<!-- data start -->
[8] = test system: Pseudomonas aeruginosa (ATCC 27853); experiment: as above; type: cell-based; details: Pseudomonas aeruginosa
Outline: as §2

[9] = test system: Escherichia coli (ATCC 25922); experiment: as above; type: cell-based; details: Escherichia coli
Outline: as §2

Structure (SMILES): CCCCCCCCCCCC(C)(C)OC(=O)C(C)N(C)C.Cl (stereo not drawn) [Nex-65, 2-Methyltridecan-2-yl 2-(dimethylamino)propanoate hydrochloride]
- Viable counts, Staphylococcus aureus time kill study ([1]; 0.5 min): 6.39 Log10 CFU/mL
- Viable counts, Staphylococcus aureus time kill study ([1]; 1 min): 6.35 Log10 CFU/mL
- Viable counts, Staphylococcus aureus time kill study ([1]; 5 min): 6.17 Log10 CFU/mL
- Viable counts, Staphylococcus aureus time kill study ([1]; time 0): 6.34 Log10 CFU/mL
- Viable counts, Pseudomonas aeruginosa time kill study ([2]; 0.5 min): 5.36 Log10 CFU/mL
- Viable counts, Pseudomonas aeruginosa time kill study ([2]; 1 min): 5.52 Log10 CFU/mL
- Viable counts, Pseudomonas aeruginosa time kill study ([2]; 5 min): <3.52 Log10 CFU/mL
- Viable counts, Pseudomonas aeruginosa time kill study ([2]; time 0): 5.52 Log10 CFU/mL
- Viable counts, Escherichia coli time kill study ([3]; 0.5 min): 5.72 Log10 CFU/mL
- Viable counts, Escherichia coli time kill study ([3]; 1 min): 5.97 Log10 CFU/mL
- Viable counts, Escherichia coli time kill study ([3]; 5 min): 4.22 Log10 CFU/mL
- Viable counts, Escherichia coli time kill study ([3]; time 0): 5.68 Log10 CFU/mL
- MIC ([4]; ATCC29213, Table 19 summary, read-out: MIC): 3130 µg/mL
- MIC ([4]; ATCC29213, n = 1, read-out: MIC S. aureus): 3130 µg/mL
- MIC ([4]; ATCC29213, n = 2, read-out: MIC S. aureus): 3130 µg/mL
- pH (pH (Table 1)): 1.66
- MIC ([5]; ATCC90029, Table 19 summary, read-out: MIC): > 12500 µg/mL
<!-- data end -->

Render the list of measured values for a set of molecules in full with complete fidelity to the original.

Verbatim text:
[8] = test system: Pseudomonas aeruginosa (ATCC 27853); experiment: as above; type: cell-based; details: Pseudomonas aeruginosa
Outline: as §2

[9] = test system: Escherichia coli (ATCC 25922); experiment: as above; type: cell-based; details: Escherichia coli
Outline: as §2

Structure (SMILES): CCCCCCCCCCCC(C)(C)OC(=O)C(C)N(C)C.Cl (stereo not drawn) [Nex-65, 2-Methyltridecan-2-yl 2-(dimethylamino)propanoate hydrochloride]
- Viable counts, Staphylococcus aureus time kill study ([1]; 0.5 min): 6.39 Log10 CFU/mL
- Viable counts, Staphylococcus aureus time kill study ([1]; 1 min): 6.35 Log10 CFU/mL
- Viable counts, Staphylococcus aureus time kill study ([1]; 5 min): 6.17 Log10 CFU/mL
- Viable counts, Staphylococcus aureus time kill study ([1]; time 0): 6.34 Log10 CFU/mL
- Viable counts, Pseudomonas aeruginosa time kill study ([2]; 0.5 min): 5.36 Log10 CFU/mL
- Viable counts, Pseudomonas aeruginosa time kill study ([2]; 1 min): 5.52 Log10 CFU/mL
- Viable counts, Pseudomonas aeruginosa time kill study ([2]; 5 min): <3.52 Log10 CFU/mL
- Viable counts, Pseudomonas aeruginosa time kill study ([2]; time 0): 5.52 Log10 CFU/mL
- Viable counts, Escherichia coli time kill study ([3]; 0.5 min): 5.72 Log10 CFU/mL
- Viable counts, Escherichia coli time kill study ([3]; 1 min): 5.97 Log10 CFU/mL
- Viable counts, Escherichia coli time kill study ([3]; 5 min): 4.22 Log10 CFU/mL
- Viable counts, Escherichia coli time kill study ([3]; time 0): 5.68 Log10 CFU/mL
- MIC ([4]; ATCC29213, Table 19 summary, read-out: MIC): 3130 µg/mL
- MIC ([4]; ATCC29213, n = 1, read-out: MIC S. aureus): 3130 µg/mL
- MIC ([4]; ATCC29213, n = 2, read-out: MIC S. aureus): 3130 µg/mL
- pH (pH (Table 1)): 1.66
- MIC ([5]; ATCC90029, Table 19 summary, read-out: MIC): > 12500 µg/mL